In the '70s, the late Arthur Okun devised the "misery index" -- simply adding together the inflation rate and the unemployment rate. It still remains a handy device for summarizing the overall economic discomfort of American citizens.
From 1970 to 1979, the misery index averaged 13.4 percent, ranging from a low of 8.8 percent in 1972 to a high of 17.6 percent in 1975. From 1980 to 1989, the misery index averaged 12.8 percent, but it fell dramatically from 20.6 percent in 1980 to 8.9 percent by 1986. From 1990 to 1999, the index maintained an average 8.8 percent, while briefly hitting a record low of 6.1 percent in 1998. The misery index subsequently rose to 7.6 percent in the recession of 2001 but has been heading down since then.
This March, the unemployment rate was 5.8 percent. Inflation over the past three months was at an annual rate of 0.8 percent, if you leave out energy (which we must because oil prices have fallen). That puts the misery index at 6.6 percent -- very close to a record low. Yet that cheerful fact seems to makes some people more miserable, particularly New York Times columnist Paul Krugman.
In his 1994 book Peddling Prosperity, Krugman acknowledged that "without any question, the negative effects of taxes are significant." Yet he went ahead and questioned those effects on the basis of a single statistic -- productivity. "Today's conservatives," wrote Krugman, "must defend their position against their own dismal productivity record." By that standard, Krugman ought to be hugely impressed with President Bush: Productivity soared 4.8 percent last year -- the biggest increase ever. Yet today's liberals do not have to defend their position against a conservative president's unprecedented productivity record. They can just change the subject.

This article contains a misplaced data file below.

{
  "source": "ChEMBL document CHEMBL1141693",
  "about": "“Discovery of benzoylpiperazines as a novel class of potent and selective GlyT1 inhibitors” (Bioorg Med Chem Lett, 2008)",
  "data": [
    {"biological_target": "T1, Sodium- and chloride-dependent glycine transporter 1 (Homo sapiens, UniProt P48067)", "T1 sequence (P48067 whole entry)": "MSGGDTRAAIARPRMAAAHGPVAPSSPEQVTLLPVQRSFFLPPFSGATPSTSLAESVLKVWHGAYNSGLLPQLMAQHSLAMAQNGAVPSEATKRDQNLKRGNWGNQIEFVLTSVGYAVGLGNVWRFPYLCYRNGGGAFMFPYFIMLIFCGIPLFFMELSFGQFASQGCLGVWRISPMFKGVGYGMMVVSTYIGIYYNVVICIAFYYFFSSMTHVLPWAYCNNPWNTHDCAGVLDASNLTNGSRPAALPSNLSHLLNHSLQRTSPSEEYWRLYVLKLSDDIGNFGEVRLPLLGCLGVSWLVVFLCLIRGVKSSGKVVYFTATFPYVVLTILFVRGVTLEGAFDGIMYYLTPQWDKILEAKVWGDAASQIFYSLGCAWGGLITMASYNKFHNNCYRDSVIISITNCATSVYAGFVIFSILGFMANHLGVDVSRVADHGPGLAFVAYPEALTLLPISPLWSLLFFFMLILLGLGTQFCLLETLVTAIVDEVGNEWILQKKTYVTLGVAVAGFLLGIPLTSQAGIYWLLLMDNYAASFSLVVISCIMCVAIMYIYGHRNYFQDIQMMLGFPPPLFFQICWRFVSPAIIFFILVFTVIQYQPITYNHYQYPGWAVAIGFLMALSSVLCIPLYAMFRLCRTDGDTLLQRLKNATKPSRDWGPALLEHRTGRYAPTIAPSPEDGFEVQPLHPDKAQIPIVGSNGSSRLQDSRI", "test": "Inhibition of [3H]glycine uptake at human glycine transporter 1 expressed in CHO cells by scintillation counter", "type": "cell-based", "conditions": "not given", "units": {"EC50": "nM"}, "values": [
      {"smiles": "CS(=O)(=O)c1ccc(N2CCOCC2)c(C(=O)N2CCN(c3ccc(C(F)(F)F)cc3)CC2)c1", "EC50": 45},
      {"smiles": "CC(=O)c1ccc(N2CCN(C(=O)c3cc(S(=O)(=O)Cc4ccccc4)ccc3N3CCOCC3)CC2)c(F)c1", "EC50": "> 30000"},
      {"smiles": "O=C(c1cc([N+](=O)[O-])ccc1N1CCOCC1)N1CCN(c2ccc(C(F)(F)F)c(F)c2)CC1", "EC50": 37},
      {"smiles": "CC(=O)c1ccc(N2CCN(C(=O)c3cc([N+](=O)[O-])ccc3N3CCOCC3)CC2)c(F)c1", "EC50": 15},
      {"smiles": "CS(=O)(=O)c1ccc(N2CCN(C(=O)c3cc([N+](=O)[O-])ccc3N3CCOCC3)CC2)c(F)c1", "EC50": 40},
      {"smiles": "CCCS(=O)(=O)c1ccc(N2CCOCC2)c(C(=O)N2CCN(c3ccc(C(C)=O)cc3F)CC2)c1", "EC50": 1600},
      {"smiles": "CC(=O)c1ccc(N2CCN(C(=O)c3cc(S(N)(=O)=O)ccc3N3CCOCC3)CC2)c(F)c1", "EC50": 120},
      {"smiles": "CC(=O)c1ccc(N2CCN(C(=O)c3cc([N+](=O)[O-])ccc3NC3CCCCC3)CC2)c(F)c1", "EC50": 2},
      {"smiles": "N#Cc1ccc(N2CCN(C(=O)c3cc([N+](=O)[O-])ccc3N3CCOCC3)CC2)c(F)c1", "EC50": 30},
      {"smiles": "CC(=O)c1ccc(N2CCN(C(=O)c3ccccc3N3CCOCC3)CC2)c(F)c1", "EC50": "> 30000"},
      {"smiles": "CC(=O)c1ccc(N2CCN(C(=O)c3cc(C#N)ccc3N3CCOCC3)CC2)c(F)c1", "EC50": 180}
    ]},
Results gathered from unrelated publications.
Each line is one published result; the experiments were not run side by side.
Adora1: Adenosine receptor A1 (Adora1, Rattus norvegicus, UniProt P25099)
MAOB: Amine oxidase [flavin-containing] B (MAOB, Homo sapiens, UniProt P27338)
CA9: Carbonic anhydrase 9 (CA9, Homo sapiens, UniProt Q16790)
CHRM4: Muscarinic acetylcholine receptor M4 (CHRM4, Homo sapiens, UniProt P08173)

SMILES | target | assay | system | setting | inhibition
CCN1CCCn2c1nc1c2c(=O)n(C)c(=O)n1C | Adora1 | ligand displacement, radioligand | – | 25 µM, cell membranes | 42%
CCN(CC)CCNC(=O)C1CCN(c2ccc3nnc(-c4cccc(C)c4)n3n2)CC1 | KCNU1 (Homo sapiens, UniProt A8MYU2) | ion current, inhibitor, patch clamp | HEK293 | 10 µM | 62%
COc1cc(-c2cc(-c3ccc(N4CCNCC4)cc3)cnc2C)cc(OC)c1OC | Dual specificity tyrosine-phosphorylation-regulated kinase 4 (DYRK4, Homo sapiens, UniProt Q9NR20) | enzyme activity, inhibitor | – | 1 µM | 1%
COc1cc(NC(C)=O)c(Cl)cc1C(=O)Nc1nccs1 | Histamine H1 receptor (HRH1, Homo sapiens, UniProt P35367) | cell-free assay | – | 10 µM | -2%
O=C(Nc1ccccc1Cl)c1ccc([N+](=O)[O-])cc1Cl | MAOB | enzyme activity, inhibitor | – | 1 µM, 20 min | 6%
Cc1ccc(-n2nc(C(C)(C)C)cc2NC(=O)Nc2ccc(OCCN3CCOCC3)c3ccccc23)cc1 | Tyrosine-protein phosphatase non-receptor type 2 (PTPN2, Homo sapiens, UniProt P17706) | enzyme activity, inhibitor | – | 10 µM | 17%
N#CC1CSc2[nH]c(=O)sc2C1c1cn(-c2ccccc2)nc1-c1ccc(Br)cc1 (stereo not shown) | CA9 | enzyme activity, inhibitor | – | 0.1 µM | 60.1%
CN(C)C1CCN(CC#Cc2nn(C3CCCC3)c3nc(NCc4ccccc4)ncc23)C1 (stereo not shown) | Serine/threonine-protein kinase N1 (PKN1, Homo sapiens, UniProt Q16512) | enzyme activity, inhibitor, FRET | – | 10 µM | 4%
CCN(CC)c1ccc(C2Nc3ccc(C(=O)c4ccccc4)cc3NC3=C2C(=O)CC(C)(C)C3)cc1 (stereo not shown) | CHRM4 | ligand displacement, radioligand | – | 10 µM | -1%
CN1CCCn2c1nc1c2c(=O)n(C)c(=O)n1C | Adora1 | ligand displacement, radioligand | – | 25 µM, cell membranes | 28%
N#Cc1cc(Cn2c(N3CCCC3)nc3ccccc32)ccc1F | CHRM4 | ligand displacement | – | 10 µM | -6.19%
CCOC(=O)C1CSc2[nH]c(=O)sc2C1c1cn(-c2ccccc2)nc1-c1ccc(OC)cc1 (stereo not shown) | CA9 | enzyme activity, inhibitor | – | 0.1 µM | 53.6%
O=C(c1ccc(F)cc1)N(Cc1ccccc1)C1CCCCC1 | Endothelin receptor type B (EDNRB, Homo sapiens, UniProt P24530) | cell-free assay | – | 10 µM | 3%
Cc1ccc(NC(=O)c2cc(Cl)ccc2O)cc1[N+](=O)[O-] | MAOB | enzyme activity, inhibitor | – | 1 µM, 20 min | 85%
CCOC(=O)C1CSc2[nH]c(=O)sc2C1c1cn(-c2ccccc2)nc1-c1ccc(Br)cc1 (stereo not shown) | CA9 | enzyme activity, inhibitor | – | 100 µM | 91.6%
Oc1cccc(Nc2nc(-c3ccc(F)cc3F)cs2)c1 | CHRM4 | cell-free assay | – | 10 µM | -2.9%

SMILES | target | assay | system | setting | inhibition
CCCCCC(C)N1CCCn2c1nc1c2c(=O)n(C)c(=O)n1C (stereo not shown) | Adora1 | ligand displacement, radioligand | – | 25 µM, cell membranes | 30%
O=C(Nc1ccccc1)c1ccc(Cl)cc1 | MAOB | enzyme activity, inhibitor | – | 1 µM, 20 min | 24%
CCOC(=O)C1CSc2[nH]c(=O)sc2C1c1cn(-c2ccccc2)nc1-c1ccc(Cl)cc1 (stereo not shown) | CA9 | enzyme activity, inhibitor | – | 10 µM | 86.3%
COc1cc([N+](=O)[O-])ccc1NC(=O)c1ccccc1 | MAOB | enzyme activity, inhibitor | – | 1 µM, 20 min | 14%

The problem, if you want to call it that, is that when output per hour worked grows by 4.8 percent a year, the economy could grow by 4.8 percent without adding any jobs. If your sole objective is to raise productivity -- which was Krugman's 1994 goal -- then you should hope to maximize output and minimize employment. If your sole objective is to raise employment, which is Krugman's newest goal, then it would make sense to lower productivity by maximizing employment and minimizing output. One way to do that is by overtaxing productive workers to subsidize leaf-raking, as we did in the 1930s.